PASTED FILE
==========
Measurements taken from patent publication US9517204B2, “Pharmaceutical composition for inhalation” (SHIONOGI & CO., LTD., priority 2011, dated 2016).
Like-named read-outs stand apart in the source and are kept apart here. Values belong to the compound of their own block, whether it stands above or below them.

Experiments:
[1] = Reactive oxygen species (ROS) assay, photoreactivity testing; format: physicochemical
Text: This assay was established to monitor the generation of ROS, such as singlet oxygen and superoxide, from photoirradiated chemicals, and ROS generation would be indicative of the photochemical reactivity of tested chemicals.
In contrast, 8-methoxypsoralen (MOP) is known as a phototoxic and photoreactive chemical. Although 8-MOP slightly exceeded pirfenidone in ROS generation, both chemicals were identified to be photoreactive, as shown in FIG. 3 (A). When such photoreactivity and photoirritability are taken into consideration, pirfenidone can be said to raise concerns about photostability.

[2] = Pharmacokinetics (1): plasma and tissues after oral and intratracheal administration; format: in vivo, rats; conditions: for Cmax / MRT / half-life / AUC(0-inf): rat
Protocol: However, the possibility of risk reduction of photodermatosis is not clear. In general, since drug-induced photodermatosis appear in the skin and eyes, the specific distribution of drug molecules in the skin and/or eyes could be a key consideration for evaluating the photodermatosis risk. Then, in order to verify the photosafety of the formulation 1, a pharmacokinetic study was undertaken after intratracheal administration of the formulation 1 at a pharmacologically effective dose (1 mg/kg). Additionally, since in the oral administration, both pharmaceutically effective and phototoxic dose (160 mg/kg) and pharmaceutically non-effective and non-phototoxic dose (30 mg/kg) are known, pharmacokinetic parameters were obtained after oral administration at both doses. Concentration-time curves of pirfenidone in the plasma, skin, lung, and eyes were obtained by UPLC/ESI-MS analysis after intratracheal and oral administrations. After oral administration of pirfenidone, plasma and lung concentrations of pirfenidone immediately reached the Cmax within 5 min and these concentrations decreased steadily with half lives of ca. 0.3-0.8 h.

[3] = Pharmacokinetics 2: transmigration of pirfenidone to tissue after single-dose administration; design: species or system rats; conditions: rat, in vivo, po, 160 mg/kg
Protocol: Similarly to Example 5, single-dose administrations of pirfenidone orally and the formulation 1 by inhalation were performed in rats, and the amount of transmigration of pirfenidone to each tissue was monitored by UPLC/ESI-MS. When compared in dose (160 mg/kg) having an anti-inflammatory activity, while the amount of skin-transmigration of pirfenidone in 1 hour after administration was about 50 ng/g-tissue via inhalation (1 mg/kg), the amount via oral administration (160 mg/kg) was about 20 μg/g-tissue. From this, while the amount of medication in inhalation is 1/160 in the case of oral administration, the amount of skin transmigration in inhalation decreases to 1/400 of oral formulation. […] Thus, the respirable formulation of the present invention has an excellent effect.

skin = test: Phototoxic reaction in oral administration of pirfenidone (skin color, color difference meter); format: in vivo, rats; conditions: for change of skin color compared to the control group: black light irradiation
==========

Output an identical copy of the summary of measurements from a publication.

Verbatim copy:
Measurements taken from patent publication US9517204B2, “Pharmaceutical composition for inhalation” (SHIONOGI & CO., LTD., priority 2011, dated 2016).
Like-named read-outs stand apart in the source and are kept apart here. Values belong to the compound of their own block, whether it stands above or below them.

Experiments:
[1] = Reactive oxygen species (ROS) assay, photoreactivity testing; format: physicochemical
Text: This assay was established to monitor the generation of ROS, such as singlet oxygen and superoxide, from photoirradiated chemicals, and ROS generation would be indicative of the photochemical reactivity of tested chemicals.
In contrast, 8-methoxypsoralen (MOP) is known as a phototoxic and photoreactive chemical. Although 8-MOP slightly exceeded pirfenidone in ROS generation, both chemicals were identified to be photoreactive, as shown in FIG. 3 (A). When such photoreactivity and photoirritability are taken into consideration, pirfenidone can be said to raise concerns about photostability.

[2] = Pharmacokinetics (1): plasma and tissues after oral and intratracheal administration; format: in vivo, rats; conditions: for Cmax / MRT / half-life / AUC(0-inf): rat
Protocol: However, the possibility of risk reduction of photodermatosis is not clear. In general, since drug-induced photodermatosis appear in the skin and eyes, the specific distribution of drug molecules in the skin and/or eyes could be a key consideration for evaluating the photodermatosis risk. Then, in order to verify the photosafety of the formulation 1, a pharmacokinetic study was undertaken after intratracheal administration of the formulation 1 at a pharmacologically effective dose (1 mg/kg). Additionally, since in the oral administration, both pharmaceutically effective and phototoxic dose (160 mg/kg) and pharmaceutically non-effective and non-phototoxic dose (30 mg/kg) are known, pharmacokinetic parameters were obtained after oral administration at both doses. Concentration-time curves of pirfenidone in the plasma, skin, lung, and eyes were obtained by UPLC/ESI-MS analysis after intratracheal and oral administrations. After oral administration of pirfenidone, plasma and lung concentrations of pirfenidone immediately reached the Cmax within 5 min and these concentrations decreased steadily with half lives of ca. 0.3-0.8 h.

[3] = Pharmacokinetics 2: transmigration of pirfenidone to tissue after single-dose administration; design: species or system rats; conditions: rat, in vivo, po, 160 mg/kg
Protocol: Similarly to Example 5, single-dose administrations of pirfenidone orally and the formulation 1 by inhalation were performed in rats, and the amount of transmigration of pirfenidone to each tissue was monitored by UPLC/ESI-MS. When compared in dose (160 mg/kg) having an anti-inflammatory activity, while the amount of skin-transmigration of pirfenidone in 1 hour after administration was about 50 ng/g-tissue via inhalation (1 mg/kg), the amount via oral administration (160 mg/kg) was about 20 μg/g-tissue. From this, while the amount of medication in inhalation is 1/160 in the case of oral administration, the amount of skin transmigration in inhalation decreases to 1/400 of oral formulation. […] Thus, the respirable formulation of the present invention has an excellent effect.

skin = test: Phototoxic reaction in oral administration of pirfenidone (skin color, color difference meter); format: in vivo, rats; conditions: for change of skin color compared to the control group: black light irradiation